Pyogenic Granuloma (Lobular Capillary Hemangioma) Clinical Presentation

Updated: Feb 21, 2020
  • Author: Joseph C Pierson, MD; Chief Editor: William D James, MD  more...
  • Print


The common solitary pyogenic granuloma (lobular capillary hemangioma) grows rapidly to its maximum size over a period of a few weeks.

Patients with pyogenic granuloma may report a painless glistening red lesion that bleeds spontaneously or following irritation. A history of trauma, peripheral nerve injury, or rarely, an underlying systemic inflammatory disease may be elicited. [19]

The head, neck, digits, and upper trunk are affected most commonly.

Reports of lesions developing in a preexisting nevus flammeus or spider angioma exist, the former having been noted to occur during pregnancy. [20] Pyogenic granuloma has also been reported after pulsed-dye laser treatment of both cherry angiomas and port-wine stains. [21, 22]

Systemic retinoids may occasionally trigger pyogenic granuloma–like lesions. [23] These occurred more frequently just after the approval of isotretinoin. In current practice, a lower initial dose is used and this phenomenon is unusual. Reports have also described pyogenic granulomas occurring with the use of acitretin [24] and even topical retinoids. [25]

Antiretrovirals have been associated with the development of pyogenic granulomas, predominantly of the great toes. [26]

Periungal pyogenic granulomas occurring during epidermal growth factor receptor inhibitor therapy are a mounting problem for oncology patients, arising after 2 months of drug exposure. Nailfold paronychia and pyogenic granuloma changes occur in up to 24% of patients on panitumumab. [27]

Other antineoplastic agents associated with pyogenic granuloma development include the pyrimidine analog 5-fluorouracil, [28] its prodrug capecitabine, [29] mitoxantrone (an anthracenedione), [30] the taxanes docetaxel [31] and paclitaxel, [32] mTOR inhibitors, [33] vemurafenib, [34] blinatumomab, [35] and ramucirumab. [36]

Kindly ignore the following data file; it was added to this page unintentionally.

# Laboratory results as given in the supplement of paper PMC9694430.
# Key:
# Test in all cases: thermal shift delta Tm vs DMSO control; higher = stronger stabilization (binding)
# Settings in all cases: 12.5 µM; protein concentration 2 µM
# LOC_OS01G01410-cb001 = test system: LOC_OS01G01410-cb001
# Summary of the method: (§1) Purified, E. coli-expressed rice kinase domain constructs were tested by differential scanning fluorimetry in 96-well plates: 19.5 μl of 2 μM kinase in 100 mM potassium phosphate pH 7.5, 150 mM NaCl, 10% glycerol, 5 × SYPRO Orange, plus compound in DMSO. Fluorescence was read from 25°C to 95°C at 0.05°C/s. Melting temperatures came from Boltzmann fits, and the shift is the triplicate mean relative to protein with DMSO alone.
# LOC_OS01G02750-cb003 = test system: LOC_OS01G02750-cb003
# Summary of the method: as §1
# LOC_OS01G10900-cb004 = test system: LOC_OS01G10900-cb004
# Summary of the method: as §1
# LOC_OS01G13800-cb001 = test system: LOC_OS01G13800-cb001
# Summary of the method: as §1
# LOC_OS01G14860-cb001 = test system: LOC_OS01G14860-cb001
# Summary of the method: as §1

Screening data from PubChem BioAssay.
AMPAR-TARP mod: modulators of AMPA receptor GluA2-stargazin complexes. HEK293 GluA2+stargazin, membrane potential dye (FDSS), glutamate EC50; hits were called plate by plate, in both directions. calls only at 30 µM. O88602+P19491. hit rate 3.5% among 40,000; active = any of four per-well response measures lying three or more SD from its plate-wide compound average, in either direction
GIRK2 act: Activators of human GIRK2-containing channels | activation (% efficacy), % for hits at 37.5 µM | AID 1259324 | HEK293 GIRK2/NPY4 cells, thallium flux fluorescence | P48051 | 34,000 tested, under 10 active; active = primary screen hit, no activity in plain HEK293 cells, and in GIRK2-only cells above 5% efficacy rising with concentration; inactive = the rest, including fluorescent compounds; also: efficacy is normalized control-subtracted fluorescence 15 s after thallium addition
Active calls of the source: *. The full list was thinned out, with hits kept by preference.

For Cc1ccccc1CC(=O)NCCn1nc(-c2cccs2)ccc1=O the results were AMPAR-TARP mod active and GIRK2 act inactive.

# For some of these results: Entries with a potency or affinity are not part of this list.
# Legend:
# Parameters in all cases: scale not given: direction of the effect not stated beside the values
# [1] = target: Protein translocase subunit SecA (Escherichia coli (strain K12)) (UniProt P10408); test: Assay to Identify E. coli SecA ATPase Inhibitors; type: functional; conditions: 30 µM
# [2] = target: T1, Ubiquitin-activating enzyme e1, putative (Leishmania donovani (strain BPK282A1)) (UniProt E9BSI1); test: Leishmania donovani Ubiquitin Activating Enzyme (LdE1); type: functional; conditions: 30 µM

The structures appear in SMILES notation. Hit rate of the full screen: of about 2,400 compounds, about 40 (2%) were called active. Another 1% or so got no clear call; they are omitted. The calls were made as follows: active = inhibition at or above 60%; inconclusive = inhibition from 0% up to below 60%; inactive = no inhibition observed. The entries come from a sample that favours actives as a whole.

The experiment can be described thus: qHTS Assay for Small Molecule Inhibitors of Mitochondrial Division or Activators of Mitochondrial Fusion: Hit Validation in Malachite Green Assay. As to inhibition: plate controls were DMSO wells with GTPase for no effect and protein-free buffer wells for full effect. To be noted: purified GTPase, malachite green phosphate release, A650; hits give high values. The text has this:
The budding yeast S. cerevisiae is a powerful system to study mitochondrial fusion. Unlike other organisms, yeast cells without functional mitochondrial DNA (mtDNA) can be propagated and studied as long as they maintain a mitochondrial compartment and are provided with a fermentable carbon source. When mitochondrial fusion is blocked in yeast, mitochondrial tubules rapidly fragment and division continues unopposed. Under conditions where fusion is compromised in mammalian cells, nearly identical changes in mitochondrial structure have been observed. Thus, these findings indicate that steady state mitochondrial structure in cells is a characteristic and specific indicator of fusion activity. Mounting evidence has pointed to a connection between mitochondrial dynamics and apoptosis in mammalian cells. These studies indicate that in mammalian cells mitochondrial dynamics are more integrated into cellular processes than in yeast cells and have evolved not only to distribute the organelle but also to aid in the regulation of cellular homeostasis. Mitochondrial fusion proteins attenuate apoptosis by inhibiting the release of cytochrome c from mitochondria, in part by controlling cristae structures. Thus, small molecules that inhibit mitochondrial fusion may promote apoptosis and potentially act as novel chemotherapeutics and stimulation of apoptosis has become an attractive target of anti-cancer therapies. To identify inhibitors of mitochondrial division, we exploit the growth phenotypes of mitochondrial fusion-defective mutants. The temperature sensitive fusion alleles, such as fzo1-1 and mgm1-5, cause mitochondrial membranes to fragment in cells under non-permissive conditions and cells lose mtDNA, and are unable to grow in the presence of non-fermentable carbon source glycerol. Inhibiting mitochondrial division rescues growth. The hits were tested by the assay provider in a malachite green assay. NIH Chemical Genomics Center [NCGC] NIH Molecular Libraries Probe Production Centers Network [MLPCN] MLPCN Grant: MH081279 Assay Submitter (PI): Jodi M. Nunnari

In addition, pyogenic granulomas have occurred with the use of cyclosporine, [37] erythropoietin, [38, 39] levothyroxine, [40] anti-CD 20 monoclonal antibody therapy, [41] and following anti–tumor necrosis factor-alpha therapy. [42]

The pregnancy tumor variant most often occurs in the second or third trimester. Cases arising with the use of oral contraceptives and hormone replacement therapy have been reported. [43]

Rare multiple pyogenic granuloma lesions may be grouped or eruptive and disseminated in nature. [44] Congenital disseminated pyogenic granulomas have been reported. [45]

Eruptive disseminated pyogenic granulomas have developed following a drug hypersensitivity reaction [46] and after burn injuries, including lightning strike. [47]

Adolescents and young adults are more prone to develop multiple recurrent satellite lesions after prior attempts at removal, especially on the trunk.

Untreated pyogenic granulomas eventually atrophy, become fibromatous, and slowly regress.


Physical Examination

The typical solitary pyogenic granuloma (lobular capillary hemangioma) is a bright red, friable polypoid papule or nodule ranging from a few millimeters to several centimeters. The average size is 6.5 mm [13] , though a 25-cm giant pyogenic granuloma has been reported at the site of a scar in an HIV-positive patient. [48] The classic exophytic raspberrylike lesion has a moist surface and an epithelial collarette at the base. Bleeding, erosion, ulceration, purulence, and crusting frequently are noted. Regressing lesions appear as a soft fibroma.

The head and neck, trunk, and distal extremities (especially the fingers) are sites of predilection, but lesions occur anywhere on the integument, including the genitalia. Oral lesions are most common on the gingiva, lips, and tongue. [15]

Note the images below.

Pyogenic granuloma on the neck of the young girl. Pyogenic granuloma on the neck of the young girl. Courtesy of Jeffrey P. Callen, MD.
Multiple recurrent pyogenic granulomas on the neck Multiple recurrent pyogenic granulomas on the neck of a young girl. Courtesy of Jeffrey P. Callen, MD.
Pyogenic granuloma on the hand. Courtesy of Jeffre Pyogenic granuloma on the hand. Courtesy of Jeffrey P. Callen, MD.

The pregnancy tumor variant of pyogenic granuloma most frequently is found along the maxillary intraoral mucosal surface, but any intraoral, perioral, and nonoral tissue may be involved.

Pyogenic granuloma with satellitosis, [49] a subcutaneous subtype, [50] a linear presentation, [51] and a disseminated variant [44] have been described. The majority of satellites occur on the trunk, often around the scapula. The subcutaneous subtype of pyogenic granuloma is commonly found on the upper extremity.

A rare intravenous pyogenic granuloma variant [52] may present as a vascular polyp on the neck or upper extremities.